Watching porn at work presents a security risk to your employer because not all of those hundreds of popups are just ads. It also puts you at risk of being disciplined or punished – not only is it a waste of work time and resources, it demonstrates a critical lack of professionalism and care for your colleagues. That’s the wildest part of it, I think, that few people who watch porn at work consider that their colleagues might not be interested in knowing about what kind of porn they watch, or even necessarily considering them in a sexual context. Audio/visual porn in particular is not easy to ignore. It’s apparent from a second of sound or a single look at your colleague’s phone exactly what is going on, and it’s immediately awkward.

I guess my question is: are you bored enough to risk your job? Bored enough to be willing to make your colleagues uncomfortable? Bored enough to expose your company’s data to risk? If you’re that bored, friend, I think you’re in the wrong line of work.

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Megan Purdy

Megan Purdy

Former recruiter, HR pro and Workology editor. Comics, cheese and political economy.

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Comments

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  2. I’m one of those. I’m deeply sorry. In my defense, I don’t do it for the thrill of doing it in the office, and in fact I try my best to avoid in any way to get caught. I just have – it may sound surprising – more privacy at work that I have at home, and I can’t seem to stop myself. I do hate my job – “boring” doesn’t quite cut it – and I can’t stop doing it because if I did those depending on me would get in trouble. It worries me that some tech employee might still check network records, or traffic, and find me out. And of course if my behaviour ever embarrassed anyone, I would feel terrible about it. But I can’t quite stop myself. I am in the process of getting help.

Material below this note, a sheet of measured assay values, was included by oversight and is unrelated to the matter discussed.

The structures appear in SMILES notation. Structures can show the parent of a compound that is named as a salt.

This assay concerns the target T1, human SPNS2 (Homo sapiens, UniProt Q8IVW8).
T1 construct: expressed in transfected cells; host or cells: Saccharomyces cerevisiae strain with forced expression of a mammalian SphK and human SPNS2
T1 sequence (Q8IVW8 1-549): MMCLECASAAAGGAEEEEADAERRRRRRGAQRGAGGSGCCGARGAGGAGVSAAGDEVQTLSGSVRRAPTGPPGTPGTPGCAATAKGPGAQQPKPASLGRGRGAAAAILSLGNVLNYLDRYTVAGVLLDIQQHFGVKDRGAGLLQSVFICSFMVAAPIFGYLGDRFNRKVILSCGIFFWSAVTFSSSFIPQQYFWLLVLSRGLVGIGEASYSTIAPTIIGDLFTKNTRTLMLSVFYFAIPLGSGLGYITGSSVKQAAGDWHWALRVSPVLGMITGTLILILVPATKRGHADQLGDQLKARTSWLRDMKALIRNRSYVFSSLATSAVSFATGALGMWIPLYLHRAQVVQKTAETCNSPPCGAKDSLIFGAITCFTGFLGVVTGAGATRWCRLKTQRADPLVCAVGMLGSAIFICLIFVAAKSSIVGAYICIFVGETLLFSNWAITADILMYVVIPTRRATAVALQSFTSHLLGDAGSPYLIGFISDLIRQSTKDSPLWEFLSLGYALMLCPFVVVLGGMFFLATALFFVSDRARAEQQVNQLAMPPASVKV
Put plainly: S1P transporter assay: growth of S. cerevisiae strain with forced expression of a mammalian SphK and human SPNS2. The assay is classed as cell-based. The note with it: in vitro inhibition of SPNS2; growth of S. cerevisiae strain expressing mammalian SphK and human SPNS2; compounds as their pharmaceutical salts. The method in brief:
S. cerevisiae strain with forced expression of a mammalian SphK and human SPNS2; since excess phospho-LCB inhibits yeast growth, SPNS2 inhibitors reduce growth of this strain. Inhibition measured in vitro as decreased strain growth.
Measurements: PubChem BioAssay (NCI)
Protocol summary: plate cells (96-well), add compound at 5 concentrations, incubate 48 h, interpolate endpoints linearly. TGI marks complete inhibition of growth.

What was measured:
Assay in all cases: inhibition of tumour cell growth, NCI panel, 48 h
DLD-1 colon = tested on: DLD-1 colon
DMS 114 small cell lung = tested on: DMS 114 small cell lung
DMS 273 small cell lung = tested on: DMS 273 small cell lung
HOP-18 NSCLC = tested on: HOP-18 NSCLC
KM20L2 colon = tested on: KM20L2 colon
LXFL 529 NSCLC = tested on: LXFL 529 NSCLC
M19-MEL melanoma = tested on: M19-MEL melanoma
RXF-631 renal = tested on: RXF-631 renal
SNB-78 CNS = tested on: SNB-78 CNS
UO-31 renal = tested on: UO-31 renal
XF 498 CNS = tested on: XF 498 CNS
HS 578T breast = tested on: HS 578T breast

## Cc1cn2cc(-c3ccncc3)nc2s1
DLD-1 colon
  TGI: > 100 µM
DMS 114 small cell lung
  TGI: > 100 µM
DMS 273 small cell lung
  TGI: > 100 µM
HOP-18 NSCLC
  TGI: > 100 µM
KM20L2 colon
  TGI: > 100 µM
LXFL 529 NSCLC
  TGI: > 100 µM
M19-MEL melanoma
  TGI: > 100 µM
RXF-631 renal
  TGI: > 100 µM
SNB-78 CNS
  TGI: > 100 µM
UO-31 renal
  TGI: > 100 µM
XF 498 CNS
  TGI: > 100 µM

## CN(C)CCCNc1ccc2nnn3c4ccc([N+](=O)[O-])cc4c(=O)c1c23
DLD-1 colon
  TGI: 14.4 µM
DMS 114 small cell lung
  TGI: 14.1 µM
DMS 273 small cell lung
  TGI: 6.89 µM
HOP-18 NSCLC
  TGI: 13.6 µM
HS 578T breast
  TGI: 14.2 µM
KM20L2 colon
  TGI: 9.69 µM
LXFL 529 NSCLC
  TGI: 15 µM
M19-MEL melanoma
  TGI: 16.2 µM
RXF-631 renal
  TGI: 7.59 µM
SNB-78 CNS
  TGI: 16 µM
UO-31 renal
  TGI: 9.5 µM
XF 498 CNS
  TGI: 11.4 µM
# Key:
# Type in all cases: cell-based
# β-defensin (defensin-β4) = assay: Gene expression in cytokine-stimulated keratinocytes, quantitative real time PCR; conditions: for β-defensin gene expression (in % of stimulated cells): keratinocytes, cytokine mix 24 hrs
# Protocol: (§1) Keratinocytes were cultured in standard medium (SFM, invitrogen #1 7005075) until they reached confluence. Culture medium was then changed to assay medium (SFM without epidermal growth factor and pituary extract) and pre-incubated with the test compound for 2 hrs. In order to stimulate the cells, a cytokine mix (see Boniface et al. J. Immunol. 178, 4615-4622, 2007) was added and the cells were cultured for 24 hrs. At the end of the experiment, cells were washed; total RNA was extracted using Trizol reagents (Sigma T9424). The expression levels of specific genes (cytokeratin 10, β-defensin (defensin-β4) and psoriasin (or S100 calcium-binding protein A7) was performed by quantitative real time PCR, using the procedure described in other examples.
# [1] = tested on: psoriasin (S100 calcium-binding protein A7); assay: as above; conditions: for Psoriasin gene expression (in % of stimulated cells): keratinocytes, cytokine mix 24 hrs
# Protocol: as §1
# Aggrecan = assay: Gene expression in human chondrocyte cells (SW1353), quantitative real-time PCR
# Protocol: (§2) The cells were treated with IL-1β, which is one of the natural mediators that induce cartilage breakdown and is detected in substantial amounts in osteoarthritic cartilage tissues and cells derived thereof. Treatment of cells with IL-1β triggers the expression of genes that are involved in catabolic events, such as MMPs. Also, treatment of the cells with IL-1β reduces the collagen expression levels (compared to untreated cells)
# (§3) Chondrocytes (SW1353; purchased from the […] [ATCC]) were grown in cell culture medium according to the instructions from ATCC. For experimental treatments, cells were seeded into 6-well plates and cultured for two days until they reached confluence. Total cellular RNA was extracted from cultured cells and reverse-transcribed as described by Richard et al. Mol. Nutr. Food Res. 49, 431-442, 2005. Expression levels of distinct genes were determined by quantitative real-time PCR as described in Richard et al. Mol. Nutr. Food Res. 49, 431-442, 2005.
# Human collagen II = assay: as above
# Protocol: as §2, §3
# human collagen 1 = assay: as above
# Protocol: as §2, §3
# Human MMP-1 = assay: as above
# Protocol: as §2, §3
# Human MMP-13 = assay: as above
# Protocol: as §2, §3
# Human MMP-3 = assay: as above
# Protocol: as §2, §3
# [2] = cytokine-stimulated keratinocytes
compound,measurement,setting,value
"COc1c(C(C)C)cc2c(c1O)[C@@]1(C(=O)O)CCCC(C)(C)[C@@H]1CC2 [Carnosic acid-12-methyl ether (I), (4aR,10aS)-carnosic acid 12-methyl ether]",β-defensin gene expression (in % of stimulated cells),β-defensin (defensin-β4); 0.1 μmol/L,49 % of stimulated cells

Please understand that as much as you find this illogical, wasteful, stupid, immoral, embarrassing and degrading, so do I. And I realize that despite all my efforts I might as some point in the future impose my vice upon some innocent soul, anybody really. I realise that I am risking my job and the well-being of those depending on me. I just don’t know what else to do, and I am sure I am not alone.